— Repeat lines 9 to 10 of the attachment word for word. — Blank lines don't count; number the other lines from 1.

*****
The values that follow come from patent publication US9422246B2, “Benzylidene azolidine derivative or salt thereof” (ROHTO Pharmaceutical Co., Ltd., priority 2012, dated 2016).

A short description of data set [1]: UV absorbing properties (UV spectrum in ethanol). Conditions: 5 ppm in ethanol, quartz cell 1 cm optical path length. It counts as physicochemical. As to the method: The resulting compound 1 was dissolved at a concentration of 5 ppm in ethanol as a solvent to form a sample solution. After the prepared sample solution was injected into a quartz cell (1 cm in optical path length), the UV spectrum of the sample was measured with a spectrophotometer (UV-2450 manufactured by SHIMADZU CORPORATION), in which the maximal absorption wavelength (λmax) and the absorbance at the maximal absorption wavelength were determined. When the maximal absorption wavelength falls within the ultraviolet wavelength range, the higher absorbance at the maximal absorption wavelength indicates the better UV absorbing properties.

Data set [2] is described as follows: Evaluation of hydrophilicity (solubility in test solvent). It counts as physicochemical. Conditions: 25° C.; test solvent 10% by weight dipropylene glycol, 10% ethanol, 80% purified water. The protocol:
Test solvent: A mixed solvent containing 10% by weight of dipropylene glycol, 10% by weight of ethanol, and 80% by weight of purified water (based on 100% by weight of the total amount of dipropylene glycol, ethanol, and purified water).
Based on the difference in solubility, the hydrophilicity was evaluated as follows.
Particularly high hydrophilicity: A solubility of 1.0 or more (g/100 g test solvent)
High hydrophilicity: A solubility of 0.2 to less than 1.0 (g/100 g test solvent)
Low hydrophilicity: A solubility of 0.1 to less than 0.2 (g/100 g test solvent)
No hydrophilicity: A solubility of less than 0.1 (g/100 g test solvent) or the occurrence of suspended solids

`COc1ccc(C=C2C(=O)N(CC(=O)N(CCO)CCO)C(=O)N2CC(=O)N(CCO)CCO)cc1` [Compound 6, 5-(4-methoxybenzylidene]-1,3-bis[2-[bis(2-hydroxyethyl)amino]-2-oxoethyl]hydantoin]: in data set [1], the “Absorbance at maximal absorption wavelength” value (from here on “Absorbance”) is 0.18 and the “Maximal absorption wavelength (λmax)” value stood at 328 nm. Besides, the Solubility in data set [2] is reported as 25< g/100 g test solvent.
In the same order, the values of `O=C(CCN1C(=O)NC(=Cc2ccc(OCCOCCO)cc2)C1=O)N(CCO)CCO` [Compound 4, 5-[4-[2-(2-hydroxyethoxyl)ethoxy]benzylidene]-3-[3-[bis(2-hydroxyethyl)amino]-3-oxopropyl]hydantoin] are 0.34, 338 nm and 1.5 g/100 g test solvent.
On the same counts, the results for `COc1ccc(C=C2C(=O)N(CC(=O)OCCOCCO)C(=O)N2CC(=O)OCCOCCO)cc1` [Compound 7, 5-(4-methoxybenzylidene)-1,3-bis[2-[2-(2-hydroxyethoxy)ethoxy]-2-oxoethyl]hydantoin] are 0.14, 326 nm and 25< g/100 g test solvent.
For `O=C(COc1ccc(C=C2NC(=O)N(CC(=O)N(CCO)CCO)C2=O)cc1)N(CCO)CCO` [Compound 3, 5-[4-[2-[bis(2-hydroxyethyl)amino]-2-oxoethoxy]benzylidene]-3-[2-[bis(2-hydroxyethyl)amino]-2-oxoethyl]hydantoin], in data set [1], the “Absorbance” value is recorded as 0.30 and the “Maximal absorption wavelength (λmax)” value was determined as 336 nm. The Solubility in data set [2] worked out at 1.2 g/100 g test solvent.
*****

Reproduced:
No hydrophilicity: A solubility of less than 0.1 (g/100 g test solvent) or the occurrence of suspended solids

`COc1ccc(C=C2C(=O)N(CC(=O)N(CCO)CCO)C(=O)N2CC(=O)N(CCO)CCO)cc1` [Compound 6, 5-(4-methoxybenzylidene]-1,3-bis[2-[bis(2-hydroxyethyl)amino]-2-oxoethyl]hydantoin]: in data set [1], the “Absorbance at maximal absorption wavelength” value (from here on “Absorbance”) is 0.18 and the “Maximal absorption wavelength (λmax)” value stood at 328 nm. Besides, the Solubility in data set [2] is reported as 25< g/100 g test solvent.